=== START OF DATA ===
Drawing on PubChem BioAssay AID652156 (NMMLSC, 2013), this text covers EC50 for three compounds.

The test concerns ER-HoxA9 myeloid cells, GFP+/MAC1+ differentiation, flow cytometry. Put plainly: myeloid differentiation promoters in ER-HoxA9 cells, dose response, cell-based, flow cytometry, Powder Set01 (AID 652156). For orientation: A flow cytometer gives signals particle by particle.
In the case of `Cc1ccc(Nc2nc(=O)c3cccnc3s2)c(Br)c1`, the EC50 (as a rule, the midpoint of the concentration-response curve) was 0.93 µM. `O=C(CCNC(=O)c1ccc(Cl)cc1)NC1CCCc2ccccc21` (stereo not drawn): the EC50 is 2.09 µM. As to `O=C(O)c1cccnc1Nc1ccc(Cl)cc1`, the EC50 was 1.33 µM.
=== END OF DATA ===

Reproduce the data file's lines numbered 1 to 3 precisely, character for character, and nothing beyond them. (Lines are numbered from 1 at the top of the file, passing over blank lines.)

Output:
Drawing on PubChem BioAssay AID652156 (NMMLSC, 2013), this text covers EC50 for three compounds.

The test concerns ER-HoxA9 myeloid cells, GFP+/MAC1+ differentiation, flow cytometry. Put plainly: myeloid differentiation promoters in ER-HoxA9 cells, dose response, cell-based, flow cytometry, Powder Set01 (AID 652156). For orientation: A flow cytometer gives signals particle by particle.
In the case of `Cc1ccc(Nc2nc(=O)c3cccnc3s2)c(Br)c1`, the EC50 (as a rule, the midpoint of the concentration-response curve) was 0.93 µM. `O=C(CCNC(=O)c1ccc(Cl)cc1)NC1CCCc2ccccc21` (stereo not drawn): the EC50 is 2.09 µM. As to `O=C(O)c1cccnc1Nc1ccc(Cl)cc1`, the EC50 was 1.33 µM.